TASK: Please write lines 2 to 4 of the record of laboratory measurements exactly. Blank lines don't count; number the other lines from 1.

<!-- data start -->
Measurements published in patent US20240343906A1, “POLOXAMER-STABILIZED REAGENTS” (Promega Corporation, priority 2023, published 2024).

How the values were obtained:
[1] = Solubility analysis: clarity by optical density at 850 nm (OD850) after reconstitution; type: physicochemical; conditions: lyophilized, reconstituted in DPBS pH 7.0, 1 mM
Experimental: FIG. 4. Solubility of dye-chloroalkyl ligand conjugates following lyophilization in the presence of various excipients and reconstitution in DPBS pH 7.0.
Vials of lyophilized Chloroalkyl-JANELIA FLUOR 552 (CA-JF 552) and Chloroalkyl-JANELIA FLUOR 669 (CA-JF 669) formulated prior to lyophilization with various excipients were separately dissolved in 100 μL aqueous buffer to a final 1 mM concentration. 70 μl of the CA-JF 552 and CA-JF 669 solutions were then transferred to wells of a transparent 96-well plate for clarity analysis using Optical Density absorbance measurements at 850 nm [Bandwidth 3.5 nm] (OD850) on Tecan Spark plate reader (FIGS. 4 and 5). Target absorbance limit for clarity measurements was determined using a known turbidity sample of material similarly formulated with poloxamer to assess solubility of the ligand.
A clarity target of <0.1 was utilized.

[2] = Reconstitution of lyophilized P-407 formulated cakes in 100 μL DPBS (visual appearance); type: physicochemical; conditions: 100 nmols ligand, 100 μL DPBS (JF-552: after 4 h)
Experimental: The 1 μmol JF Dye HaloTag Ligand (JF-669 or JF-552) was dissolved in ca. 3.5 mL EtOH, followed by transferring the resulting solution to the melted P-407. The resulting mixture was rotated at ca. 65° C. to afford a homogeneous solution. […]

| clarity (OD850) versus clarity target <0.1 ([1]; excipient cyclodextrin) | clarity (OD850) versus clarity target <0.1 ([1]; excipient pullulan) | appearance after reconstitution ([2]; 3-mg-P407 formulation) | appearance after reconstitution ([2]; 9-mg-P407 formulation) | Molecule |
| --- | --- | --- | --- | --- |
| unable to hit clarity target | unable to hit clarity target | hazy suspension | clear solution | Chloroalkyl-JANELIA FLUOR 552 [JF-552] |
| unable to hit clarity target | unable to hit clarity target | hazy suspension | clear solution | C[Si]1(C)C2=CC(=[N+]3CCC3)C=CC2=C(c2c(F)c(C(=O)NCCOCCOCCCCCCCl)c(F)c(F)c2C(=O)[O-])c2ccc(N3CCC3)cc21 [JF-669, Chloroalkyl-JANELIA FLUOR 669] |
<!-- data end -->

How the values were obtained:
[1] = Solubility analysis: clarity by optical density at 850 nm (OD850) after reconstitution; type: physicochemical; conditions: lyophilized, reconstituted in DPBS pH 7.0, 1 mM
Experimental: FIG. 4. Solubility of dye-chloroalkyl ligand conjugates following lyophilization in the presence of various excipients and reconstitution in DPBS pH 7.0.